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Design and Testing of LCC-Compensated Dynamic Wireless Electric Vehicle Charging System

Abdulhameed, Mustafa Faeq
A Master of Science thesis in Electrical Engineering by Mustafa Faeq Abdulhameed entitled, “Design and Testing of LCC-Compensated Dynamic Wireless Electric Vehicle Charging System”, submitted in April 2022. Thesis advisor is Dr. Ahmed Osman and thesis co-advisor is Dr. Mohamed Hassan. Soft copy is available (Thesis, Completion Certificate, Approval Signatures, and AUS Archives Consent Form).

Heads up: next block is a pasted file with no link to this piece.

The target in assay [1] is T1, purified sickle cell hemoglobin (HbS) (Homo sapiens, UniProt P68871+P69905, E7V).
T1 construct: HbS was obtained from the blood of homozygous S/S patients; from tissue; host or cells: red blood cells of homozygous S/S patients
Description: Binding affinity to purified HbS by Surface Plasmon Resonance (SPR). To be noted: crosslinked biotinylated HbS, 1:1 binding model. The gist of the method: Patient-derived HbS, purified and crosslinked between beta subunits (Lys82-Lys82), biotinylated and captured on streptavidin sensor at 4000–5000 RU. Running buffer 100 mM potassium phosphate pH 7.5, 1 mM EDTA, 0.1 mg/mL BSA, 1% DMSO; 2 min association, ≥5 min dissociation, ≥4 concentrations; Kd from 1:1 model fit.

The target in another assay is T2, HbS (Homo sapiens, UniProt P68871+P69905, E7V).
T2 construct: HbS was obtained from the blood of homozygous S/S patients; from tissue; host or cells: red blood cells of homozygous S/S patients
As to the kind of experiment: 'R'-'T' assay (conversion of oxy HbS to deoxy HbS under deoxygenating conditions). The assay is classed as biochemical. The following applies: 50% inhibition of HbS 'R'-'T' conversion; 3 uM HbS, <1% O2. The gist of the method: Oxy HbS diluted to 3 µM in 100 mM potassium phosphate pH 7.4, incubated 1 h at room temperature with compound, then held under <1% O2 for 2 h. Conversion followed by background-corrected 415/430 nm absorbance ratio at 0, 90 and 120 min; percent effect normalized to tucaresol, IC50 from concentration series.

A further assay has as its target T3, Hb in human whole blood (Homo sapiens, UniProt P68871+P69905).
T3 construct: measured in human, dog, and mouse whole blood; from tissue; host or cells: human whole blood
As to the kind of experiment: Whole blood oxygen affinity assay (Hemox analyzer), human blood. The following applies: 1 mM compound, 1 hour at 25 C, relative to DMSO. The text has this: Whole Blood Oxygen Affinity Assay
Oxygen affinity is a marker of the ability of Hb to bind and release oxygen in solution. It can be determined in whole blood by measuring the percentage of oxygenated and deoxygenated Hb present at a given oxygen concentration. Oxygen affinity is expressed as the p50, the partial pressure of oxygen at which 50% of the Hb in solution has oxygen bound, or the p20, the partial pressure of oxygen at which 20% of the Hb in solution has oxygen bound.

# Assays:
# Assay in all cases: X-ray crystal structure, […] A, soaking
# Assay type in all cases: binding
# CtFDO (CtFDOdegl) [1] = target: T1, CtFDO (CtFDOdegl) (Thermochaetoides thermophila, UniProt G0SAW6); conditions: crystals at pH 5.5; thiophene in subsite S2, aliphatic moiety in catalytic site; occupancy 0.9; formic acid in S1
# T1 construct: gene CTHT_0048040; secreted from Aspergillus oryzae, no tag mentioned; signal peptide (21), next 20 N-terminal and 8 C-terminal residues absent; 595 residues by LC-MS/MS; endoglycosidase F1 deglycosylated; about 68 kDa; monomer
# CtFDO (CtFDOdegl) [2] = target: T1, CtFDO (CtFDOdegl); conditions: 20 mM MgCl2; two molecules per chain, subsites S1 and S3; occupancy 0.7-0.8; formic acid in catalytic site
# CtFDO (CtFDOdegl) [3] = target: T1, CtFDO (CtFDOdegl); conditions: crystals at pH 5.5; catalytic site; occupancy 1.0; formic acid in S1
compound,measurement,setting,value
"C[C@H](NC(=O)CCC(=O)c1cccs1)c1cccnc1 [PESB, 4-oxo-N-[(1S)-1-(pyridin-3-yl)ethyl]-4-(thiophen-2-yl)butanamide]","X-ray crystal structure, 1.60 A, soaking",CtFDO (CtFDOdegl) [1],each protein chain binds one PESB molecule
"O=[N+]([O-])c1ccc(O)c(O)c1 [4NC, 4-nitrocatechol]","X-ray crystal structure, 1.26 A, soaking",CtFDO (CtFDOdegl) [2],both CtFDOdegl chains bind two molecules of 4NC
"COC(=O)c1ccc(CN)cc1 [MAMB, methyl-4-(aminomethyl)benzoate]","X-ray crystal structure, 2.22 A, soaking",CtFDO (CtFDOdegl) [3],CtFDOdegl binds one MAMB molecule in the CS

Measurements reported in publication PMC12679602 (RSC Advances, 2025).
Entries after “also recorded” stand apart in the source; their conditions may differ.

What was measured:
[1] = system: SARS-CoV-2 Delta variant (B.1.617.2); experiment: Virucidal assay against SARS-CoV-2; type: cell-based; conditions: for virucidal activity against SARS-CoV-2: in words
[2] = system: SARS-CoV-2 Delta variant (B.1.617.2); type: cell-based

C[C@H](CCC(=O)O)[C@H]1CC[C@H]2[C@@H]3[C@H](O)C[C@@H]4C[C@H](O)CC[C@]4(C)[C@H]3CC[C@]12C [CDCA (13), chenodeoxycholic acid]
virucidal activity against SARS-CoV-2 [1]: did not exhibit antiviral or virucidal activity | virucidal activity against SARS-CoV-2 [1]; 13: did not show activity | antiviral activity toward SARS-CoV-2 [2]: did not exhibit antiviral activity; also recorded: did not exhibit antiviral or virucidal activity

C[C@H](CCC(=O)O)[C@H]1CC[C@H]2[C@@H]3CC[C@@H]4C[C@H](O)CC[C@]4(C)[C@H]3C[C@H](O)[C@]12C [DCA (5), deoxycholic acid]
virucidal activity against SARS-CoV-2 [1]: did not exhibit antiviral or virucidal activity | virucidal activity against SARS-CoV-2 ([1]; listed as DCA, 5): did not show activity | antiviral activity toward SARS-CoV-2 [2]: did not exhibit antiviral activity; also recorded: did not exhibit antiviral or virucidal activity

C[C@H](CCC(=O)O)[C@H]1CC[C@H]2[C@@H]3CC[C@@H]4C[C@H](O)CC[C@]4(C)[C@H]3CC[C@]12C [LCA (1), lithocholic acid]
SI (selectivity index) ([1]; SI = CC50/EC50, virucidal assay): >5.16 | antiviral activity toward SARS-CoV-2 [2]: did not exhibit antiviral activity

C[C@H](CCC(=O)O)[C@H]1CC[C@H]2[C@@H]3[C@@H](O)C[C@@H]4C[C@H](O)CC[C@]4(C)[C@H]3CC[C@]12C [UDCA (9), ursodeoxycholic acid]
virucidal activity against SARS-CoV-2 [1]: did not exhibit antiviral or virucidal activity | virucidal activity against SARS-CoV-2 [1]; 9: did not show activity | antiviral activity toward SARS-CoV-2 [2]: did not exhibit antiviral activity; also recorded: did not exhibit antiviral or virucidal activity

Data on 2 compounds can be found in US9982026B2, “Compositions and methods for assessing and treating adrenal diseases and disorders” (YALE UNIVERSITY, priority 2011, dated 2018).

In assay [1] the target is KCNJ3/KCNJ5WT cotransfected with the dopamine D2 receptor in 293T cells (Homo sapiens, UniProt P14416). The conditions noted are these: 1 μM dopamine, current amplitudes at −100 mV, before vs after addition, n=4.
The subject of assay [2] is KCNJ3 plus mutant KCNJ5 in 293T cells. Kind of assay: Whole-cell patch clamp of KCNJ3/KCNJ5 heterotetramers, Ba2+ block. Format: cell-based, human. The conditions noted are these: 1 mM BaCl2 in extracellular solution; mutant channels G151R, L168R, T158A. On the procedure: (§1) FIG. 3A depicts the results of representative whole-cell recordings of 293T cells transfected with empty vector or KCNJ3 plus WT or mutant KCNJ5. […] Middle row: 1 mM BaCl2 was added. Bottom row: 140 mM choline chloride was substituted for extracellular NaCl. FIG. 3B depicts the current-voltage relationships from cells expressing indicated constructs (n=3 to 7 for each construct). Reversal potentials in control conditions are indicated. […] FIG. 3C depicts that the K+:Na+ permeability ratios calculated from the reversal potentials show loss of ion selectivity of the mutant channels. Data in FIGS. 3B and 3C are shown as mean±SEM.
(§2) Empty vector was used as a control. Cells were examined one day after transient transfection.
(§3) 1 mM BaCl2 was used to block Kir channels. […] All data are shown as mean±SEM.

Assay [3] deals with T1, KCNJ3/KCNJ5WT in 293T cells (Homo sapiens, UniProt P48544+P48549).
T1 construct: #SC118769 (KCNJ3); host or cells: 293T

Electric vehicles (EV) are witnessing a growth in the vehicle’s markets. One main reason to this growth is that they serve as a new form of clean transportation. This increasing number needs a sufficient number of charging stations. Dynamic Wireless Power Transfer (DWPT) is offering a suitable solution to mitigate this problem by charging EVs wirelessly during their motion, which can compensate for energy consumption and reduce the size of the EV battery pack. Nevertheless, DWPT has different challenges such as the continuous fluctuation of the coupling coefficients, the output power pulsation in addition to the variation of the received energy with EV travelling velocities. To overcome the aforementioned problems, this thesis develops an LCC-compensated, multi-secondary coil structure with primary/secondary current and power control strategies to control and maximize the output power with ± 200 mm Lateral Misalignment (LTMA) while achieving Zero Phase Angle (ZPA) at the single resonance frequency of the system. A DD-DDQ inductive link is adopted in this thesis due to its significant performance in DWPT, offering high misalignment tolerance in addition to overcoming the problem of the power null point. Using the proposed compensation and tuning methods, the power transfer efficiency of the DD-DDQ system at higher misalignment is improved. This is further verified by implementing a down-scaled experimental prototype with manual inverter control to replicate the simulated control strategy that improves the misalignment tolerance, particularly at ±200 mm lateral misalignment.
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